Dreidel, dreidel, dreidel, I made you out of pain
Most people don’t think much about dreidels and their feelings. They’re the sort of people who say, “Ilana, dreidels don’t have feelings. They’re just inanimate pieces of wood, or sometimes plastic if your synagogue is low on funds.”
To those people, I say, keep your science to yourself. It’s that sort of anti-dreidel bigotry that got us into this mess in the first place.
You see, dreidels spend most of their lives in cupboards. People ignore them for months on end. They have no sunlight, no company, no basic human dignity.
“Ilana, dreidels don’t need human dignity,” you might say. “They aren’t human.”
To that, I must emphasize that the phrase “human dignity” is just an expression. You can replace it with a synonym if you must.
Dreidels are brought out of their cupboards for only eight days a year. And during those days, people take them and spin them. That’s right. They twist them around, forcing them into a dizzying haze of Hebrew letters.
And things aren’t much better for the menorahs. Sure, they sometimes get to sit out in shelves as decorations. But on Hanukkah, people stuff them with candles, which they light on fire. Then the menorahs end up covered in burning hot wax.
Even after the wax cools, menorahs are forced to endure the indignity of being coated in chipping gunk the color of rotting crayons. Have you ever tried to get wax out of a menorah? It’s near impossible. Sure, moving around a pen in there helps get some of it out, but never all. And using your fingernail is downright painful.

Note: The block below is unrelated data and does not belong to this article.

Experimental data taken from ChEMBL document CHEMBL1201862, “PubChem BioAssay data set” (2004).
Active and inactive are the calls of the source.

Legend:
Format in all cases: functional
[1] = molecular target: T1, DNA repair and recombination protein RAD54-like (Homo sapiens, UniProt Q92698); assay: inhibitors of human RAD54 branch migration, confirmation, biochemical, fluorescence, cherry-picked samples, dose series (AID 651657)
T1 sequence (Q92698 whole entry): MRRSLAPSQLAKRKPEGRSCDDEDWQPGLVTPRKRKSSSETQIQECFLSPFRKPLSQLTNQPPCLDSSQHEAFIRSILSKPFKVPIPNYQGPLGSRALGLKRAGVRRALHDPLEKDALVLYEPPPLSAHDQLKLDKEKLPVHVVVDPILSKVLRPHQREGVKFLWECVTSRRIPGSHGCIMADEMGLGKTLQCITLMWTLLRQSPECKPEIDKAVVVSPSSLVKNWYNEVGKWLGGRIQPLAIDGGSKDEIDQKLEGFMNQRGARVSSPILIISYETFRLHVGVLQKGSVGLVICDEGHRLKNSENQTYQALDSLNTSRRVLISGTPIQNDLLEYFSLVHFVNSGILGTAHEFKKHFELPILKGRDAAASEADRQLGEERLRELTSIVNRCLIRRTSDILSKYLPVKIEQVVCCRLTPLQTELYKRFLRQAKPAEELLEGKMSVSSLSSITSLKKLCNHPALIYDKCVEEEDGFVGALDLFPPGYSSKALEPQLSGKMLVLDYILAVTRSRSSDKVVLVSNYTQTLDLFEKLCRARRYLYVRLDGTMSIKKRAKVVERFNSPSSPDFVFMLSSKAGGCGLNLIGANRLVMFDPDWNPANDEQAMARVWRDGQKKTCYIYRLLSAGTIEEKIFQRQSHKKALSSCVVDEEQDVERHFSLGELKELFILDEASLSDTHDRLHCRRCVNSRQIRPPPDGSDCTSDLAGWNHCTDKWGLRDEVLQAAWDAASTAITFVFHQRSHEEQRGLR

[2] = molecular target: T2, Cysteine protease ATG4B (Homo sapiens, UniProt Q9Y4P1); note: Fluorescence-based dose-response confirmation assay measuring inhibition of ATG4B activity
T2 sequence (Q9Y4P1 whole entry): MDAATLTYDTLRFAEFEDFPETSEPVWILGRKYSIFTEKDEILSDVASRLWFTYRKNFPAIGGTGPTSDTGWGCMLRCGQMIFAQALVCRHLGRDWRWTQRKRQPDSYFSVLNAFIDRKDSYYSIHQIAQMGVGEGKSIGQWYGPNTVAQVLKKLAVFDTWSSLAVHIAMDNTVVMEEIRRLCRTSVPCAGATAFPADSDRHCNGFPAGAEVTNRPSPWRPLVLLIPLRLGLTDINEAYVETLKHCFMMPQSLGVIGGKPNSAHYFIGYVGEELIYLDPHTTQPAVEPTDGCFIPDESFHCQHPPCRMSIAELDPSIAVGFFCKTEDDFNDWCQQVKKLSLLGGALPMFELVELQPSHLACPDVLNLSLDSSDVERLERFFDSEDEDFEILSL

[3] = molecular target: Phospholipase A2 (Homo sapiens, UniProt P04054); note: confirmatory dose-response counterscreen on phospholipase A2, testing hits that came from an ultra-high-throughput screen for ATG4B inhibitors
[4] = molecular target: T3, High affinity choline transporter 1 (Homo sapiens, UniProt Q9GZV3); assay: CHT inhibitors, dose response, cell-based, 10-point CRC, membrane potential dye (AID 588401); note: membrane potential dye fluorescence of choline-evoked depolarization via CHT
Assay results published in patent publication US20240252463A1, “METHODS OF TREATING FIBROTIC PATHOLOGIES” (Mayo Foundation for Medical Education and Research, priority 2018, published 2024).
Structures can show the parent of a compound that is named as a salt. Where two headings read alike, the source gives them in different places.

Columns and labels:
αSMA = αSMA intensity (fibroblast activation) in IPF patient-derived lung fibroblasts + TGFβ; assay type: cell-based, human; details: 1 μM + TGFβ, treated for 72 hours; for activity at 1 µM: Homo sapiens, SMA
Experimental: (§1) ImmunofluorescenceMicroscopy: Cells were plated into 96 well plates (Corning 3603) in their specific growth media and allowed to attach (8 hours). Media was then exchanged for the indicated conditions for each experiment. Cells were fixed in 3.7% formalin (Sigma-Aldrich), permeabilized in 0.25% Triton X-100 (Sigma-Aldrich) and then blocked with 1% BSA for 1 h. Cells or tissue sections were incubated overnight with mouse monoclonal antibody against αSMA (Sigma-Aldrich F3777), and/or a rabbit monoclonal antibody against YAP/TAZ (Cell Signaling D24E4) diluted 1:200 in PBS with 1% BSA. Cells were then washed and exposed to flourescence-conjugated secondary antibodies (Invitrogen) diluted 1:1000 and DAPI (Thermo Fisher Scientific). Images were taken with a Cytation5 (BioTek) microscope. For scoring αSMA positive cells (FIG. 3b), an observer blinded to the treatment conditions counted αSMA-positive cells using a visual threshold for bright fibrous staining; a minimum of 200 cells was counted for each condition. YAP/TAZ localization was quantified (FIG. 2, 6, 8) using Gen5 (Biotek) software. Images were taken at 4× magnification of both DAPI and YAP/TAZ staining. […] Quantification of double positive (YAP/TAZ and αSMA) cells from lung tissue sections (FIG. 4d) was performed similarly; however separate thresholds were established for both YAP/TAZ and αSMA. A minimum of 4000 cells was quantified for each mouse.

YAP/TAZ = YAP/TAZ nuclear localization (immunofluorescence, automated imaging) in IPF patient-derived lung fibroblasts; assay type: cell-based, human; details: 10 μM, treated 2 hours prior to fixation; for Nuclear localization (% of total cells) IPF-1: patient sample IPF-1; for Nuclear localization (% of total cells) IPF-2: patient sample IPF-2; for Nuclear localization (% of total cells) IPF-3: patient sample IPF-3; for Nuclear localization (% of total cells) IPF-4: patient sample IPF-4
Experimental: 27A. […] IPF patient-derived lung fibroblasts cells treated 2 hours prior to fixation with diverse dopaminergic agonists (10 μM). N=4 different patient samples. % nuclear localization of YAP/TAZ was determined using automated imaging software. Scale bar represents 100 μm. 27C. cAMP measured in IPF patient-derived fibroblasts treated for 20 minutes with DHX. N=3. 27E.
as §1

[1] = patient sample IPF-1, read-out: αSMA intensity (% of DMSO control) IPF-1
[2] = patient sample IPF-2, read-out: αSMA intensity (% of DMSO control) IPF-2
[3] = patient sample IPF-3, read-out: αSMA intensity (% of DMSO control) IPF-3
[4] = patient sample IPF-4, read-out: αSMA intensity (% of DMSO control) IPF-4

So you end up leaving some of it in and packing the menorah away for the year, only to be brought out, humiliated, in another 12 months.
“But Ilana,” you say. “What about the story of the oil burning for eight days? Don’t we need to commemorate that?”
Well, sure, you can commemorate it. Maybe instead of recreating the event with wax, you relive it. At the beginning of Hanukkah, send out a younger brother or whoever happens to be annoying you at the moment to find magical kosher oil. Continue on with the holiday. When you get to the eighth day and said younger brother still hasn’t returned, because let’s face it, he’ll never find the stuff, just tell yourself that you did your best and let the little hairbrush-stealing twerp continue his worldwide search. Jews are used to wandering, right?
And if he does return by some literal miracle, you can probably sell the stuff on Amazon for thousands. Win-win.
- Ilana Strauss
Flickr photo by Julie V.
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